The boss of one of New Zealand's top office building owners says emergency measures to force rent relief to anyone unable to enter their commercial space will mean it can offer less support to businesses that need it.
On Wednesday the Finance and Expenditure Select Committee heard submissions on changes to the Property Law Act made as part of Covid measures legislation.
As it is currently drafted, the legislation would require landlords to offer a "fair proportion" of rent relief to tenants in commercial leases that are unable to fully conduct their business in their premises due to the Covid-19 restrictions.
Appearing in his capacity as chairman of the Property Council, Scott Pritchard who is chief executive of Precinct Properties, said the NZX-listed company had a large number of small, "thinly capitalised" New Zealand-based fashion retailers, in particular in its Commercial Bay retail precinct.
Many of which had been offered 100 per cent relief, irrespective of whether the lease on the space had a clause covering what happened in the event they were unable to access it.
"We target our support to those who need it. That's the baseline approach and that is provided whether they have an inaccessibility clause or not. That's our approach and, generally, that's the approach of the industry," Pritchard told the Herald afterwards.
"If we are forced into a situation where we are forced to offer relief to those who don't need it, on a blanket approach, then we won't be able to support those businesses who don't have accessibility clauses. It's not as if landlords don't have their own financial obligations."
Precinct describes itself as the largest owner of premium office space in Auckland and Wellington. It recently purchased Bowen House in Wellington, which was home to a large number of MPs' offices.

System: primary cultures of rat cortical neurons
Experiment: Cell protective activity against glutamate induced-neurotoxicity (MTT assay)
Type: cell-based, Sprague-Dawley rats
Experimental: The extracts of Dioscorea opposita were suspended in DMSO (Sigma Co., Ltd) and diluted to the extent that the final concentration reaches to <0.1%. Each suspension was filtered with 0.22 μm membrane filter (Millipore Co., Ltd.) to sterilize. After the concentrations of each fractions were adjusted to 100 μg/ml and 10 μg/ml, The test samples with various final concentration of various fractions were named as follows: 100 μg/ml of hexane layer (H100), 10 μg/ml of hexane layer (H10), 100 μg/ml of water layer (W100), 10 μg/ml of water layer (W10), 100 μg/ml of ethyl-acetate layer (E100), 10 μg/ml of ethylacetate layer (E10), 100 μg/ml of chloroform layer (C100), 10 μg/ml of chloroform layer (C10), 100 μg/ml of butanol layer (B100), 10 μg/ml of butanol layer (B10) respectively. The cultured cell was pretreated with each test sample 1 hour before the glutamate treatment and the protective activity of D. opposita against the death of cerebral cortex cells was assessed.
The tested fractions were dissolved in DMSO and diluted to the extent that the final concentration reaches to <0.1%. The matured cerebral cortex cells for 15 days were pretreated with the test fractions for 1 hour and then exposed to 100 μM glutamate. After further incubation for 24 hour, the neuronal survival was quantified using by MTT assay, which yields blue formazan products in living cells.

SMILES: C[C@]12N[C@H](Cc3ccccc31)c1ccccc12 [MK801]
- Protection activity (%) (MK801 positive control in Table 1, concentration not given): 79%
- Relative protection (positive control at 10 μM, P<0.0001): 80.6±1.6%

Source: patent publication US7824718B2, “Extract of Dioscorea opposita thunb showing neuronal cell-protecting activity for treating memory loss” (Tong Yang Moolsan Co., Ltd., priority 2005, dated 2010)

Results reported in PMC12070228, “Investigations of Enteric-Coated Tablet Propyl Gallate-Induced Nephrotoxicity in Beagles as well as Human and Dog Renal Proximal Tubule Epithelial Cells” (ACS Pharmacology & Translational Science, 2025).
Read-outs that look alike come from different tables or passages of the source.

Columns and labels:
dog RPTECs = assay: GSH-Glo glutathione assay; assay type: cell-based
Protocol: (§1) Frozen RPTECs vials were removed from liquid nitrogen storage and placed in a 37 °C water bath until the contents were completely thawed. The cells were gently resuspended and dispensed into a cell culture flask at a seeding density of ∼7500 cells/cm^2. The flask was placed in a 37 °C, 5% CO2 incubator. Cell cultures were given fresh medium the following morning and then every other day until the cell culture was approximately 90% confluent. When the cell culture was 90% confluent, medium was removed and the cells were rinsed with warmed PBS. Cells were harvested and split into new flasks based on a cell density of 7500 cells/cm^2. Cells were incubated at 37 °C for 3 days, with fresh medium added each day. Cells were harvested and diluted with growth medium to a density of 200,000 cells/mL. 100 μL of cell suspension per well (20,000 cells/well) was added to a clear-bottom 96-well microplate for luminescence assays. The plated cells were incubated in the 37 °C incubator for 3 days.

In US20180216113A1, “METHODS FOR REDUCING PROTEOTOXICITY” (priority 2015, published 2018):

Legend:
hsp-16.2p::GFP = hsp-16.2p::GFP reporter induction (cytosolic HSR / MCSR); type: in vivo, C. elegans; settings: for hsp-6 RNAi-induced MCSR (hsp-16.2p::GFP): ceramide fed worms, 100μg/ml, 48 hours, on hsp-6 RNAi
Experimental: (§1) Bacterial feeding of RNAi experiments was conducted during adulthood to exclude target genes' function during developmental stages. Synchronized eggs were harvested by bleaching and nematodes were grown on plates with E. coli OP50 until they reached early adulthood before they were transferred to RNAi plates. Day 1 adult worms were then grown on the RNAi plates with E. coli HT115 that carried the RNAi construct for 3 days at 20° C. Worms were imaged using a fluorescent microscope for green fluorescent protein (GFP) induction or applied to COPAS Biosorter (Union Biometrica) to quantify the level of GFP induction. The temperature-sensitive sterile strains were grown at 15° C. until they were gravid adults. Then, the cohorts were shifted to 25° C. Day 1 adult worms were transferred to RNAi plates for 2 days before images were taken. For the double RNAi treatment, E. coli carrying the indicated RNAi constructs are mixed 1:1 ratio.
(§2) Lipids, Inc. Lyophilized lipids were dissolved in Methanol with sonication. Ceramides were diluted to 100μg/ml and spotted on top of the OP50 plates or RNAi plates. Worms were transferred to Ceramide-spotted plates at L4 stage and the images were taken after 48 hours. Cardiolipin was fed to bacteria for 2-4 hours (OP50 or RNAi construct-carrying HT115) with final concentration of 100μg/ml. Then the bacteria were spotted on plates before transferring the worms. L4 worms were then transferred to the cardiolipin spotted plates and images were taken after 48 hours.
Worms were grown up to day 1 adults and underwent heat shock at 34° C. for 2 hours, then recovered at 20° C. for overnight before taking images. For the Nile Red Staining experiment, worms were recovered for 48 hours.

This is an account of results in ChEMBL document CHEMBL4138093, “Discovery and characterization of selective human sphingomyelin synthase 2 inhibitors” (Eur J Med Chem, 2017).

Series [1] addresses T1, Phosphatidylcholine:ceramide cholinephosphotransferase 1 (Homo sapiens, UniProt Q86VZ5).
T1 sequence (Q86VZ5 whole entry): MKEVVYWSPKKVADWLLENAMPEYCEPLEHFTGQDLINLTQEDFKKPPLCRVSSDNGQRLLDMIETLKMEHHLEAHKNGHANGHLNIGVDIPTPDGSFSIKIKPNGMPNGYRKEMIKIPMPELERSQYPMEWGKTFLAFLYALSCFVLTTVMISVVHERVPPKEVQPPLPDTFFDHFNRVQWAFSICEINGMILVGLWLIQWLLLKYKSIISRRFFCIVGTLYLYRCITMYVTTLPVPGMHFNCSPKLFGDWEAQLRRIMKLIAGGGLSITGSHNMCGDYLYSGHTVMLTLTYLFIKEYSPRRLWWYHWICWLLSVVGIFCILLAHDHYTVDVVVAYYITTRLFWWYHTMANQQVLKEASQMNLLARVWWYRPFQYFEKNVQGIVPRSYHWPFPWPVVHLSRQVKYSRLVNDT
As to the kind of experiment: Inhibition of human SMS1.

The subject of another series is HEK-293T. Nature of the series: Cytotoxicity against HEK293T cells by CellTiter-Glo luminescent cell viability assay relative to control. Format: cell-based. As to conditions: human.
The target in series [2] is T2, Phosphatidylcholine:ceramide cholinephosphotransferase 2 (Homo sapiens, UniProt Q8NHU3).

The Property Council has said a law change requiring rent relief is not needed, but if the Government does make changes, relief should be targeted to businesses that need it, rather than all businesses which cannot enter their premises due to lockdown.
While the Government's failed attempts to legislate for commercial rent relief in 2020 included conditions on who could qualify, this year's proposals would be available to anyone, Pritchard said.
"The issue with this bill is that the only eligibility criteria is whether you can access your premises or not. It's got nothing to do with loss or hardship and that's where the focus has to be."
It was inevitable that businesses that had not suffered losses would seek relief.
"We have seen many instances of occupiers that haven't suffered loss, certainly not to the extent that you need to be able to receive the wage subsidy, that have sought material relief from us, even without accessibility clauses," Pritchard said.
"So if this bill goes through in its current form, there will absolutely be businesses that have not suffered loss but will seek relief and we don't think that's fair."
Precinct, which Pritchard said was "largely" owned by KiwiSaver funds and retail investors, would end up subsidising professional services and law firms.
"Corporate New Zealand, generally, are not suffering loss due to not being able to access their premises."
Pritchard said the relief would even apply to leases signed since Covid-19 first emerged where tenants had agreed to have no clause related accessibility in the event of a lockdown, even though they were well aware it was a possibility.
Of the 55 leases signed since May 2020, only 16 had required the clauses.
"You've got well informed, willing landlords and a willing tenant, negotiating, and two thirds that we've entered into new leases with, didn't need it," Pritchard said.
"But the government feels like they need it and that's the oddity of this."
Retail NZ chief executive Greg Harford said he understood there were still "hundreds" of unresolved disputes between landlords and tenants over rent relief related to Covid lockdowns.
"It's certainly true that some landlords have been willing to negotiate reasonable terms … but there is a large minority of cases, we think it's around half of the situations, where rent relief has been sought, where the cases are unresolved, where the parties have not been able to agree on some form of rent relief," Harford said.
This was in the context of a retail sector that was "on the brink of disaster" with the latest Retail NZ survey finding one third of retailers were not confident they would survive the next 12 months.